|Year : 2019 | Volume
| Issue : 2 | Page : 91-94
Future doctors' perspectives on health professionals' responsibility regarding nutrition care and why doctors should learn about nutrition: A qualitative study
Victor Mogre1, Fred C. J. Stevens2, Paul A Aryee3, Anthony Amalba4, Albert J. J. A. Scherpbier2
1 Department of Health Professions Education and Innovative Learning, School of Medicine and Health Sciences, University for Development Studies, Tamale, Ghana; Department of Educational Research and Development, Faculty of Health, Medicine and Life Sciences, School of Health Professions Education, Maastricht University, Maastricht, The Netherlands
2 Department of Educational Research and Development, Faculty of Health, Medicine and Life Sciences, School of Health Professions Education, Maastricht University, Maastricht, The Netherlands
3 Department of Community Nutrition, School of Allied Health Sciences, University for Development Studies, Tamale, Ghana
4 Department of Health Professions Education and Innovative Learning, School of Medicine and Health Sciences, University for Development Studies, Tamale, Ghana
|Date of Web Publication||18-Nov-2019|
Department of Health Professions Education and Innovative Learning, School of Medicine and Health Sciences, University for Development Studies, P. O. Box TL 1883, Tamale
Source of Support: None, Conflict of Interest: None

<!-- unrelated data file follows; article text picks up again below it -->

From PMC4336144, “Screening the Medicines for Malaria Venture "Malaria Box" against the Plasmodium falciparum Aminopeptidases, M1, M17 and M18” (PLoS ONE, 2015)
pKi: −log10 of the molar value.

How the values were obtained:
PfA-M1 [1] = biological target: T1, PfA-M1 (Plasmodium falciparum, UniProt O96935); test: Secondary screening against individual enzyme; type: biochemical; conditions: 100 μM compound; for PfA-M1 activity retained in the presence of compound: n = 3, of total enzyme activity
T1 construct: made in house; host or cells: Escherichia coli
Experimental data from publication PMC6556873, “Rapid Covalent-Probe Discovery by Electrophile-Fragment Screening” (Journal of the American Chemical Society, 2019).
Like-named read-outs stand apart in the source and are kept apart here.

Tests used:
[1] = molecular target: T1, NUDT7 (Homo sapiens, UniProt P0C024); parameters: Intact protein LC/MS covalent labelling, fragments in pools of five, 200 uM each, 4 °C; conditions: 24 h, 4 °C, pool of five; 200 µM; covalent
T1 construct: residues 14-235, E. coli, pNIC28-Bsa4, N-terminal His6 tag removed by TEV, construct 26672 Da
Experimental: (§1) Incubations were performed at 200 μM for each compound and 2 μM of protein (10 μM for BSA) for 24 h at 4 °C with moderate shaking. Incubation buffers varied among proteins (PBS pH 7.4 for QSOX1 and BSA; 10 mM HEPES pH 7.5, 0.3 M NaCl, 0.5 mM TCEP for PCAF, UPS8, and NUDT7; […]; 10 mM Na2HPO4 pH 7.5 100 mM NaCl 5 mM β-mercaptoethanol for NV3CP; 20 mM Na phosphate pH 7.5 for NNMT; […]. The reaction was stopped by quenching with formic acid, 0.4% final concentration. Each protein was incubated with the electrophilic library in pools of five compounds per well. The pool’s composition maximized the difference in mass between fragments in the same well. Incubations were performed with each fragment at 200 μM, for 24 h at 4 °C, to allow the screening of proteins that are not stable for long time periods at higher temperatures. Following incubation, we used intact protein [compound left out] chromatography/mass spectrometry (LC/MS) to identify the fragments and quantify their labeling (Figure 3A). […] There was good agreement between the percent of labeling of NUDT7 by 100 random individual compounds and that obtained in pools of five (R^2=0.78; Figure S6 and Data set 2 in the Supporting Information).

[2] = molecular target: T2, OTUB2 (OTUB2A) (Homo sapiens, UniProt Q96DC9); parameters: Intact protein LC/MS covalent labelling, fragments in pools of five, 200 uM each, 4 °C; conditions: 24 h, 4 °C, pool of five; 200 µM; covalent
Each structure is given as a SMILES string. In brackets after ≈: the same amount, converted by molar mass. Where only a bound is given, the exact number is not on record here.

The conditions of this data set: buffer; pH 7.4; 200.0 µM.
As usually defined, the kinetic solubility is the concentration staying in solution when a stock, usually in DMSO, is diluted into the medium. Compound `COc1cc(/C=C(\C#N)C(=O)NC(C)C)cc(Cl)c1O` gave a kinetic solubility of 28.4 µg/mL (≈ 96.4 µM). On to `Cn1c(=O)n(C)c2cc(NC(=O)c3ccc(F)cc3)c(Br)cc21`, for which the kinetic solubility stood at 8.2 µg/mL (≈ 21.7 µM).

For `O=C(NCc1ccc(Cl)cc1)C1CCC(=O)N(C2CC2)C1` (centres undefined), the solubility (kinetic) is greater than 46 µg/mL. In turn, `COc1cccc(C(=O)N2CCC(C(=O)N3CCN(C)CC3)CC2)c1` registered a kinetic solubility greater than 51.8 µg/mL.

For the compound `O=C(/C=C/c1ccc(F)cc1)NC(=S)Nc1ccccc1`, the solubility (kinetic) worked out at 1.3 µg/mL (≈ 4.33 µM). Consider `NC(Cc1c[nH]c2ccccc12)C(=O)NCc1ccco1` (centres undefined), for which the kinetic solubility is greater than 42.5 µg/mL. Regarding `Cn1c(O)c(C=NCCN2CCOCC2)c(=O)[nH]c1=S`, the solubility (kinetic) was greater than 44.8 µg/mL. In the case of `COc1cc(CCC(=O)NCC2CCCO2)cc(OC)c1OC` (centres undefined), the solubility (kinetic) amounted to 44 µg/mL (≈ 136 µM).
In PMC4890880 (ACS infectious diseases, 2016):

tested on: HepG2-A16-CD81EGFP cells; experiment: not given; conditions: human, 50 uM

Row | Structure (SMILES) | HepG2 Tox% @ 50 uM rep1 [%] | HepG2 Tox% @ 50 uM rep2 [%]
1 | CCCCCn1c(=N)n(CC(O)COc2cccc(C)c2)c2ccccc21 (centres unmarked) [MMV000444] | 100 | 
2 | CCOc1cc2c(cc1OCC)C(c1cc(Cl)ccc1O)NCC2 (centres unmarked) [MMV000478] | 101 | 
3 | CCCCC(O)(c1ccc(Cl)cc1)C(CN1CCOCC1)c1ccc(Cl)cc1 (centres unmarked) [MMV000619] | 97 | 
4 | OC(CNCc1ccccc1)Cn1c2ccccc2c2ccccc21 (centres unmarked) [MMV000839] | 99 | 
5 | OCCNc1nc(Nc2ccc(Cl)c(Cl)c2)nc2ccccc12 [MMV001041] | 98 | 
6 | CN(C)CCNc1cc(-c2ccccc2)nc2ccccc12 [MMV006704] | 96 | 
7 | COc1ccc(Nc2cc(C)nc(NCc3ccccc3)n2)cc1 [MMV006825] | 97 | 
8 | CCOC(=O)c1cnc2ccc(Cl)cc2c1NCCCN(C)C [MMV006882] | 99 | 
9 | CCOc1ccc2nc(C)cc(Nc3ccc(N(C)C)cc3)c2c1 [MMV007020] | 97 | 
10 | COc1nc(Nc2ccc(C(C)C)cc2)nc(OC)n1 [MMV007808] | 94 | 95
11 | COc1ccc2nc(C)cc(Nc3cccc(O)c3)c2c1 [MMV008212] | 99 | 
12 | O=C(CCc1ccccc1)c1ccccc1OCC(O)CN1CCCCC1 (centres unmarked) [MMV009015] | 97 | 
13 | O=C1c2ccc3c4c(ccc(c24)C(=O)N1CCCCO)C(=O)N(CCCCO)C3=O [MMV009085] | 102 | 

Background: Improved dietary and nutrition behavior may help reduce the occurrence of noncommunicable diseases which have become global public health emergencies in recent times. However, doctors do not readily provide nutrition counseling to their patients. We explored medical students' perspectives on health professionals' nutrition care responsibility, and why doctors should learn about nutrition and provide nutrition care in the general practice setting. Methods: Semistructured interviews were conducted among 23 undergraduate clinical level medical students (referred to as future doctors). All interviews were recorded and transcribed verbatim with data analysis following a comparative, coding, and thematic process. Results: Future doctors were of the view that all health professionals who come into contact with patients in the general practice setting are responsible for the provision of nutrition care to patients. Next to nutritionists/dieticians, future doctors felt doctors should be more concerned with the nutrition of their patients than any other health-care professionals in the general practice setting. Reasons why doctors should be more concerned about nutrition were as follows: patients having regular contacts with the doctor; doctors being the first point of contact; patients having more trust in the doctors' advice; helping to meet the holistic approach to patient care; and the fact that nutrition plays an important role in health outcomes of the patient. Discussion: Future doctors perceived all health professionals to be responsible for nutrition care and underscored the need for doctors to learn about nutrition and to be concerned about the nutrition of their patients.